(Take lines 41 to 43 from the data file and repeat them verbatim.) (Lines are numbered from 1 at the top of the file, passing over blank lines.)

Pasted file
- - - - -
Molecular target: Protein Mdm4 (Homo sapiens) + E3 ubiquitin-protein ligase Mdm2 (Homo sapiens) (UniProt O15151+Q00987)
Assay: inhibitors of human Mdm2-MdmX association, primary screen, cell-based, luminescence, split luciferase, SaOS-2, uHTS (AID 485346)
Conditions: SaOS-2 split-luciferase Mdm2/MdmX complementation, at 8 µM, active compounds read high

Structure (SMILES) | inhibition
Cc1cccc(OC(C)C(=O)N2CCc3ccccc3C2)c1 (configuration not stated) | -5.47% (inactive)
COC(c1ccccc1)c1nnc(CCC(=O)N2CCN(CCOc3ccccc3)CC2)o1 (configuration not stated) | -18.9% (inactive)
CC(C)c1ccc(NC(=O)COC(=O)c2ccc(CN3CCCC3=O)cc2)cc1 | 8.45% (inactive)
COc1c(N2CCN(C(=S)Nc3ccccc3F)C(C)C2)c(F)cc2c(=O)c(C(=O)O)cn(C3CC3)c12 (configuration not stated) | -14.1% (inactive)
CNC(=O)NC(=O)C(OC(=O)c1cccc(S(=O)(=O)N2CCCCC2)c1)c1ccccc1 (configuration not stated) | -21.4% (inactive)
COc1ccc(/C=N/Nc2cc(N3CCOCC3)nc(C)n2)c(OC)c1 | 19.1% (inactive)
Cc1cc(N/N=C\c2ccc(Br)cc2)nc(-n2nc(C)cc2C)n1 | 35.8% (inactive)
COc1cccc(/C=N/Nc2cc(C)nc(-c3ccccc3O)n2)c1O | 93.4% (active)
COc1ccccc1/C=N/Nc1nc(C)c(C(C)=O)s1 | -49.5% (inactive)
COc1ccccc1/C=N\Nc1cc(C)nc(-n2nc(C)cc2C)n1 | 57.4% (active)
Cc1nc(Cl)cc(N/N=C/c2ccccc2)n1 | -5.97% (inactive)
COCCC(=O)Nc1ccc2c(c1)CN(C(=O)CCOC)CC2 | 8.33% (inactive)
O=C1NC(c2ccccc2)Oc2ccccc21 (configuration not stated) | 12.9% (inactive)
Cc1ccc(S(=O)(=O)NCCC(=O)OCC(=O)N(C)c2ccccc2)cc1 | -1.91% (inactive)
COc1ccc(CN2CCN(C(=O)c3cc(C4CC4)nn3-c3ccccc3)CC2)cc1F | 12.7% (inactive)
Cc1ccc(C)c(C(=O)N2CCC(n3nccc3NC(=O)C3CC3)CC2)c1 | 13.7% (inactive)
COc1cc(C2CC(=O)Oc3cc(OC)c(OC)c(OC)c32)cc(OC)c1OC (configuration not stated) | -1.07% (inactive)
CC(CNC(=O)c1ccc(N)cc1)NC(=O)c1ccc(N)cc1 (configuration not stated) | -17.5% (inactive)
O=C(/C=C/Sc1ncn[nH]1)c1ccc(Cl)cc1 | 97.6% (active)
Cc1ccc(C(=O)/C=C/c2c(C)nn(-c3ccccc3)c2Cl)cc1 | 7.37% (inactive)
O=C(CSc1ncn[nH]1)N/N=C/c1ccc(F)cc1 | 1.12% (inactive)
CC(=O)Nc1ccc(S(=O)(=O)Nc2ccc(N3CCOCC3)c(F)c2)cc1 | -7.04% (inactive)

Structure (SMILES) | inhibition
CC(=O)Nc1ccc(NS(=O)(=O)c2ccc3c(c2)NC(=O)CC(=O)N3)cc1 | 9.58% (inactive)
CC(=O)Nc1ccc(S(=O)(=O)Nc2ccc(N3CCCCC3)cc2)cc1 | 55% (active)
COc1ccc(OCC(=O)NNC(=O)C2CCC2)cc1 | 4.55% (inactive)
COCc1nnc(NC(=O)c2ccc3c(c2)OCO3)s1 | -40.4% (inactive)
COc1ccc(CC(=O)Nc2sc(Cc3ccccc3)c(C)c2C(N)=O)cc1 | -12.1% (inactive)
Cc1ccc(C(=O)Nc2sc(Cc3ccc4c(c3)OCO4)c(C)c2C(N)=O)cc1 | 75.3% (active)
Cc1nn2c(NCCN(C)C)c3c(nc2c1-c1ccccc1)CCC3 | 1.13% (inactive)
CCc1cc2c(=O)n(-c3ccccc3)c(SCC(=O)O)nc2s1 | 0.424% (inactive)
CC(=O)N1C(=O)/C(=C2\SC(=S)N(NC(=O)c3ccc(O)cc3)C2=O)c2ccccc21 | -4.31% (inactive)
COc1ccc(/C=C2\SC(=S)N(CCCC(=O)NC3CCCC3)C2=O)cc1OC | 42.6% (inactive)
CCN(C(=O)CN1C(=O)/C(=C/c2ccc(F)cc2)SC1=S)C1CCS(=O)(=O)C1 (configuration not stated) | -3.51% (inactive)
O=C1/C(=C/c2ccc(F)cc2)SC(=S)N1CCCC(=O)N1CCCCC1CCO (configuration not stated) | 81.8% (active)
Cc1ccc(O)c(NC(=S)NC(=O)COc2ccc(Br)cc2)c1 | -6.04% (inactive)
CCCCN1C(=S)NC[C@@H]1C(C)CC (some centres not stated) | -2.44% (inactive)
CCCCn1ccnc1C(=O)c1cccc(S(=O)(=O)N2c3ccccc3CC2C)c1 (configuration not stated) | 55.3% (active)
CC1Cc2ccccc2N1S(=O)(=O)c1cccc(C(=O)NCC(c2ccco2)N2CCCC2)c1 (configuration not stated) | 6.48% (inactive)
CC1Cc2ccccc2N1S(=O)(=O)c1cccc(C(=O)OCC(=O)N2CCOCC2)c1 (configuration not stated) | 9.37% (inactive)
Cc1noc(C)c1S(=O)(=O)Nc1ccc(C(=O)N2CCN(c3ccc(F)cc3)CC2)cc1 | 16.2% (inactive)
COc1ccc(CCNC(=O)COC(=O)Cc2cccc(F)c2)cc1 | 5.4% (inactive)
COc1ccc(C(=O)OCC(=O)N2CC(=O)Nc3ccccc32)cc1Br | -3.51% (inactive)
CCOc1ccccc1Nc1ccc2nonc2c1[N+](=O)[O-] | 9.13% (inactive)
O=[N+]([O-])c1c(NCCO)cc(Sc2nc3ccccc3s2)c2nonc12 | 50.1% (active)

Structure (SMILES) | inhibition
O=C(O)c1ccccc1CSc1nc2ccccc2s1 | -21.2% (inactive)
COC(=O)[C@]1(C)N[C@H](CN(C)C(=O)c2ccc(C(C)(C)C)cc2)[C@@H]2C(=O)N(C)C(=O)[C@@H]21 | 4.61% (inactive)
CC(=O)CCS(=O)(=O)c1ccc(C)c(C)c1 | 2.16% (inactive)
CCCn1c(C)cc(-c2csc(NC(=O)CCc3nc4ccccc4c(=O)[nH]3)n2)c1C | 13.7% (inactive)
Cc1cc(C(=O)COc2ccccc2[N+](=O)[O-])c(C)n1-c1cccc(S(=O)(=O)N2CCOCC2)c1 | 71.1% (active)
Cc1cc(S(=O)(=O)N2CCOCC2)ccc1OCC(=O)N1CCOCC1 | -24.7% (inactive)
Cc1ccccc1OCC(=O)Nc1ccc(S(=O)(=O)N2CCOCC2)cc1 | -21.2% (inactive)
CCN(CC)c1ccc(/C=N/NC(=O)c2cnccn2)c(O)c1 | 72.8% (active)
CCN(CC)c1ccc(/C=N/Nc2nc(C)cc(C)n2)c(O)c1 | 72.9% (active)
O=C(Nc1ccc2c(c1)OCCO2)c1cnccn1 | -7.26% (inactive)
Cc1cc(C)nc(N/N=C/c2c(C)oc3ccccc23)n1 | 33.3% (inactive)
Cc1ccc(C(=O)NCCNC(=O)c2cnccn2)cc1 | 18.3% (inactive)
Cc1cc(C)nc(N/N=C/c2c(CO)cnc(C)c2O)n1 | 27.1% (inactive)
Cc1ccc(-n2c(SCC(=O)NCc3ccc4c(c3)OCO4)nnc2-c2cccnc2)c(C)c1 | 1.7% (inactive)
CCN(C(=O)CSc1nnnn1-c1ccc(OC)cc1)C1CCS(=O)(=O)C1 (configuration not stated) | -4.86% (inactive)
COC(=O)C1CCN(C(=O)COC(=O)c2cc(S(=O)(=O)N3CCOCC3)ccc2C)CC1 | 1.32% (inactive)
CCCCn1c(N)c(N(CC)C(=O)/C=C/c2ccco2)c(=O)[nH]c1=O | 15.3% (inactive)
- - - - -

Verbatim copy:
CCCCN1C(=S)NC[C@@H]1C(C)CC (some centres not stated) | -2.44% (inactive)
CCCCn1ccnc1C(=O)c1cccc(S(=O)(=O)N2c3ccccc3CC2C)c1 (configuration not stated) | 55.3% (active)
CC1Cc2ccccc2N1S(=O)(=O)c1cccc(C(=O)NCC(c2ccco2)N2CCCC2)c1 (configuration not stated) | 6.48% (inactive)